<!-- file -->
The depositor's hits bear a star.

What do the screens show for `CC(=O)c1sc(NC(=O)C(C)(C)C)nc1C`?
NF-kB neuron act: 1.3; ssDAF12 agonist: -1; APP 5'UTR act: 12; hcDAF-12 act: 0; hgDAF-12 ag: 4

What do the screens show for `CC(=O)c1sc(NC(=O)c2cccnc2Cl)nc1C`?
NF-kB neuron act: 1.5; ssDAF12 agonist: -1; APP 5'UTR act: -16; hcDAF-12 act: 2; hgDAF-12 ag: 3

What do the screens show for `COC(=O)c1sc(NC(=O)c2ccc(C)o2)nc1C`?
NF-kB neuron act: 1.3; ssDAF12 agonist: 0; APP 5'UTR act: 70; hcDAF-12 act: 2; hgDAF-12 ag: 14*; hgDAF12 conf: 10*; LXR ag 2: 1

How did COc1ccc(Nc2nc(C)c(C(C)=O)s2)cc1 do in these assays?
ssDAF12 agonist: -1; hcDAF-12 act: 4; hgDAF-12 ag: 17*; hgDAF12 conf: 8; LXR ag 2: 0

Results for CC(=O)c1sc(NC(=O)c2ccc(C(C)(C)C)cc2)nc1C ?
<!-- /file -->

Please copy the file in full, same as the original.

The depositor's hits bear a star.

What do the screens show for `CC(=O)c1sc(NC(=O)C(C)(C)C)nc1C`?
NF-kB neuron act: 1.3; ssDAF12 agonist: -1; APP 5'UTR act: 12; hcDAF-12 act: 0; hgDAF-12 ag: 4

What do the screens show for `CC(=O)c1sc(NC(=O)c2cccnc2Cl)nc1C`?
NF-kB neuron act: 1.5; ssDAF12 agonist: -1; APP 5'UTR act: -16; hcDAF-12 act: 2; hgDAF-12 ag: 3

What do the screens show for `COC(=O)c1sc(NC(=O)c2ccc(C)o2)nc1C`?
NF-kB neuron act: 1.3; ssDAF12 agonist: 0; APP 5'UTR act: 70; hcDAF-12 act: 2; hgDAF-12 ag: 14*; hgDAF12 conf: 10*; LXR ag 2: 1

How did COc1ccc(Nc2nc(C)c(C(C)=O)s2)cc1 do in these assays?
ssDAF12 agonist: -1; hcDAF-12 act: 4; hgDAF-12 ag: 17*; hgDAF12 conf: 8; LXR ag 2: 0

Results for CC(=O)c1sc(NC(=O)c2ccc(C(C)(C)C)cc2)nc1C ?